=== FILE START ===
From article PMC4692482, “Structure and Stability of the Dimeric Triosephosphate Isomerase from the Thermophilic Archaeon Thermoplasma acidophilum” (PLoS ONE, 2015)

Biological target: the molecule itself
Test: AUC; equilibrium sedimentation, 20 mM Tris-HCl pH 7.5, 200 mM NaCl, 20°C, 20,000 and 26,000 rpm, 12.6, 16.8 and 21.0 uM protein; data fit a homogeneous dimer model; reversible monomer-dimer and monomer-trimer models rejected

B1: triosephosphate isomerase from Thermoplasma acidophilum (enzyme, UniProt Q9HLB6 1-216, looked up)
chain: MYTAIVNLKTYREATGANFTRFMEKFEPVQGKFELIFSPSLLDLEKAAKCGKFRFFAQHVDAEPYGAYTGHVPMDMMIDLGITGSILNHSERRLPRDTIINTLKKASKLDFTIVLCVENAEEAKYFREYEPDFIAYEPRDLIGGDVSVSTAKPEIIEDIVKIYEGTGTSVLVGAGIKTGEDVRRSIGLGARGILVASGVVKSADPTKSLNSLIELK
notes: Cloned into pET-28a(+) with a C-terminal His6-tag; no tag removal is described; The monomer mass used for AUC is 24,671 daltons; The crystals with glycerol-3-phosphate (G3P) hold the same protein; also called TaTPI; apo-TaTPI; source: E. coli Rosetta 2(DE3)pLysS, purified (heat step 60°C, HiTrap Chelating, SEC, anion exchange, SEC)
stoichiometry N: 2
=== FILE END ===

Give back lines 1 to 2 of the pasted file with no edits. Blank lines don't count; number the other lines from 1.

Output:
From article PMC4692482, “Structure and Stability of the Dimeric Triosephosphate Isomerase from the Thermophilic Archaeon Thermoplasma acidophilum” (PLoS ONE, 2015)

Biological target: the molecule itself